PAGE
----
Svi Mykhailiuk announced that he will return to Lawrence for his final season of eligibility. “Senior year going to be fun,” he wrote on his Instagram page.

Senior year gonna be fun😈👌🏼🤘🏼 #KUCMB

A post shared by Sviatoslav Mykhailiuk (@sviat_10) on

The Jayhawks were already going to be loaded this season with Devonte Graham, a potential All-American, returning for his senior season and Udoka Azubuike healthy after missing last year due to injury along with Malik Newman becoming eligible after a transfer from Mississippi State and recruits Billy Preston and Marcus Garrett bolstering the ranks. The return of Mykhailiuk, though, only solidifies Kansas’ place not only atop the Big 12, but in the country.

Mykhailiuk, a 6-foot-8 forward, had something of a breakthrough season as a junior, posting career highs nearly across the board, including shooting 39.8 percent on nearly five 3-point shot attempts per game. With his size and shooting ability, Mykhailiuk was sure to garner professional interest, even though it would have been more likely than not he would been drafted in the second round of next month’s draft.

Mykhailiuk’s situation is certainly a unique one for college basketball as the Ukraine native enrolled at Kansas in 2014 just after his 17th birthday. He won’t turn 20 until next month, making him the same age as many sophomores and more likely to be viewed by NBA teams in the future as having upside, rather than a typical 22- or 23-year-old senior who scouts look at as having come close to reaching their ceiling.

Mykhailiuk wasn’t going to be the linchpin of Kansas’ success next season, but his decision to return shouldn’t be underestimated. His size, experience, skill and versatility provide the Jayhawks with a real weapon that will help alleviate pressure and expectations from other players up and down the roster. He’s very much a difference-maker for a team that will be contending for a spot in the Final Four.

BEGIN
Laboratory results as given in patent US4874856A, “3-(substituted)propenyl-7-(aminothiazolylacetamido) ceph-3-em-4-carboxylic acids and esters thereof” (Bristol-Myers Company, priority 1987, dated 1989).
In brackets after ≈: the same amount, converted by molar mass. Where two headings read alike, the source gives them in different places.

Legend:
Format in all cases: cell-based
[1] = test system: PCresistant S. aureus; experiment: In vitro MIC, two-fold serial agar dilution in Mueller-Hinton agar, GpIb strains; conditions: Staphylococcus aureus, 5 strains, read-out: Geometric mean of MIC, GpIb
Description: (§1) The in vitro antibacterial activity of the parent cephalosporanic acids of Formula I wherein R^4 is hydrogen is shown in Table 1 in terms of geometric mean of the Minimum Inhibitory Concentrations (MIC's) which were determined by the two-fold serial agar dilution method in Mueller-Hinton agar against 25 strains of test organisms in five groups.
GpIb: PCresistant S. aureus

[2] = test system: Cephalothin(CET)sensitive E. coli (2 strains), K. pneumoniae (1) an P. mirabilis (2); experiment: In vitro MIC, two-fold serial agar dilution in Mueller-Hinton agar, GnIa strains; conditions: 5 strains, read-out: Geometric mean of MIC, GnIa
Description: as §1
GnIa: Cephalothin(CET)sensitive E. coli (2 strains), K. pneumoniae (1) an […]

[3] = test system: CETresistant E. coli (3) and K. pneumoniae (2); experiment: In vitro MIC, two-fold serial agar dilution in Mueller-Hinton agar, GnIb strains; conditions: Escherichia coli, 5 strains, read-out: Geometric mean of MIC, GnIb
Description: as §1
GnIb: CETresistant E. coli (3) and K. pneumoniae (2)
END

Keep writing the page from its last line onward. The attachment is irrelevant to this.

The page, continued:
Swanigan to stay in draft

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Caleb Swanigan is leaving Purdue and staying in the NBA draft.

The Boilermaker big man held as much sway on the college basketball landscape with his decision as nearly any player who declared for the draft without an agent. After a season in which he became a double-double machine and averaged 18.5 points, 12.5 rebounds and 3.1 assists per game, Swanigan would have been one of – if not the – favorites for National Player of the Year while also making Purdue right at the top of the Big Ten with Michigan State.

Instead, he’ll end his collegiate career after a pair of seasons and one Sweet 16 appearance in West Lafayette. As a professional prospect, Swanigan is an interesting case. He was as productive of player as college basketball has seen in recent years as a sophomore, putting up 20-20 games with ridiculous consistency. He’s got some range, but limited quickness and athleticism. The question will be how his game – and frame – will translate into the new NBA that prioritizes versatility, shooting and athleticism. Right now, not many have him pegged as a sure-fire first-round pick.